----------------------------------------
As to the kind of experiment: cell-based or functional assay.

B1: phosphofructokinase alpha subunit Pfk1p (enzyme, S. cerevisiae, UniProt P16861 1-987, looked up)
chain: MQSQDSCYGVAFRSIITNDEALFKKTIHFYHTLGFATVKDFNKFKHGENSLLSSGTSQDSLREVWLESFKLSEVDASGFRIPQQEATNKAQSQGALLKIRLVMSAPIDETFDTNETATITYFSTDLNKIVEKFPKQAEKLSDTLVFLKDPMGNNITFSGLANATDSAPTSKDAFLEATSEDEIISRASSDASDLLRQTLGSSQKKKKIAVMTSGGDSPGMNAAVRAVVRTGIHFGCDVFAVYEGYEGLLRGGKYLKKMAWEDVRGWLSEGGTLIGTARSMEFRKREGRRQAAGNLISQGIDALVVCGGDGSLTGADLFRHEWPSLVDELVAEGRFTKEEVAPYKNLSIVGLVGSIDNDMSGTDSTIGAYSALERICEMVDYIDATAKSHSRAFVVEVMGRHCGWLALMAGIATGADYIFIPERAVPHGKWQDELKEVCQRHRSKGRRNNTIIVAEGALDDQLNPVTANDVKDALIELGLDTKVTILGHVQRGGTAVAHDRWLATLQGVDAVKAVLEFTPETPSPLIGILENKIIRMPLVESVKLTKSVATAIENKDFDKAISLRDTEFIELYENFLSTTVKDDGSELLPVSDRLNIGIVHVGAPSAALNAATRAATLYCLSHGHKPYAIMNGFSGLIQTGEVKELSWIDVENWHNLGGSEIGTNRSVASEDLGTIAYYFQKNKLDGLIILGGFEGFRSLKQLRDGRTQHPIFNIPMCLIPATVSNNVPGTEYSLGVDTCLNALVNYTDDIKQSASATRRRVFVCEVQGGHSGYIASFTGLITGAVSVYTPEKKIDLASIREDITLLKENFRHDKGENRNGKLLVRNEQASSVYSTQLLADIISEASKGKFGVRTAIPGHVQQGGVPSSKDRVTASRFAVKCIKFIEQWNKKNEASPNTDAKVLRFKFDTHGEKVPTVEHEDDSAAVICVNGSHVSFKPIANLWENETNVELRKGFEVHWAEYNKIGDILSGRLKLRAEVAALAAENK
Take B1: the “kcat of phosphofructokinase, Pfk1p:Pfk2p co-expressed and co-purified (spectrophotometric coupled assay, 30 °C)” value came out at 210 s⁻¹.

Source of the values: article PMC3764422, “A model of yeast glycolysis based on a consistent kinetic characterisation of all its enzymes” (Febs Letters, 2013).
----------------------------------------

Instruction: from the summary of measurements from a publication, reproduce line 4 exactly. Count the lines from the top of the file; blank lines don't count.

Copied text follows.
Take B1: the “kcat of phosphofructokinase, Pfk1p:Pfk2p co-expressed and co-purified (spectrophotometric coupled assay, 30 °C)” value came out at 210 s⁻¹.